Updated: Feb 1, 2021
In a recent Australian article a University of New England researcher found that any advantage of holding children back from starting school was negated in English and Mathematics by the time they got to years 3 to 5. This of course may serve to answer the educational curriculum aspects of schooling but, what about emotional and physical developmental and other aspects? That is harder to establish and realistically to even research.
Malcolm Gladwell* in his book Outliers - which famously mentions that every new skill or talent requires 10,000 hours to develop makes the further argument that many sportspeople actually benefitted by starting late or at least being older in school. How?
The logic presented by Gladwell was that because children in a class are more physically developed due to their age, they tend to get the teachers attention and time when it came to sports and motor skills. This extra attention helps incrementally when taken over the 12+ year of school life to significant benefits in skill and of course recognition and confidence in terms of sporting prowess.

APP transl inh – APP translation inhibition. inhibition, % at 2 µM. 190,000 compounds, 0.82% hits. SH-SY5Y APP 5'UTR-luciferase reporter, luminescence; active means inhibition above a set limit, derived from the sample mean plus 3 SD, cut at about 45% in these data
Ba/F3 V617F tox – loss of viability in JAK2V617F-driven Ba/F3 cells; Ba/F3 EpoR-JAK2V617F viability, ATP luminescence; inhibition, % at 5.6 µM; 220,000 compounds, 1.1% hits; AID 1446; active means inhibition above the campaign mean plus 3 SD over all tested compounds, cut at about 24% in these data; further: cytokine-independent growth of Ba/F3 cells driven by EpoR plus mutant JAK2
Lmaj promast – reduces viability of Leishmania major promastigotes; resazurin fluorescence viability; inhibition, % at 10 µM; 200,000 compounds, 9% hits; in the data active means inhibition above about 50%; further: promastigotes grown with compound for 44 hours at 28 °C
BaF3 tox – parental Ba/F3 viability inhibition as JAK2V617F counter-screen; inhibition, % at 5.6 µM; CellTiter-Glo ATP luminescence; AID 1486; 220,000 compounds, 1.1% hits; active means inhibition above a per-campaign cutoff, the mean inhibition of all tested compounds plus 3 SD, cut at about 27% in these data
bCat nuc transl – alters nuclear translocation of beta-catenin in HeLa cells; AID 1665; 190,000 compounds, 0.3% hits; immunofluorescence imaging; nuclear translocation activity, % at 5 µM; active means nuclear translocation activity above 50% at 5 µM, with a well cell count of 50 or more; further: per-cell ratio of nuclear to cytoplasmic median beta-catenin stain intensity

What are parent expectations for your schools today? What have you experienced over your teaching career? Are younger kids in your class better at academics than sports? Should you change what you do in the classroom? Does it even matter?
* As an aside, Gladwell argues that there is more to it than age - he had some compelling arguments as to why Bill Gates and Steve Jobs etc. succeeded aside from natural talent.
Hint: it was their location and access at a time computing power was limited to a small population. As teachers we know there is no such thing as level playing field but we need to keep trying.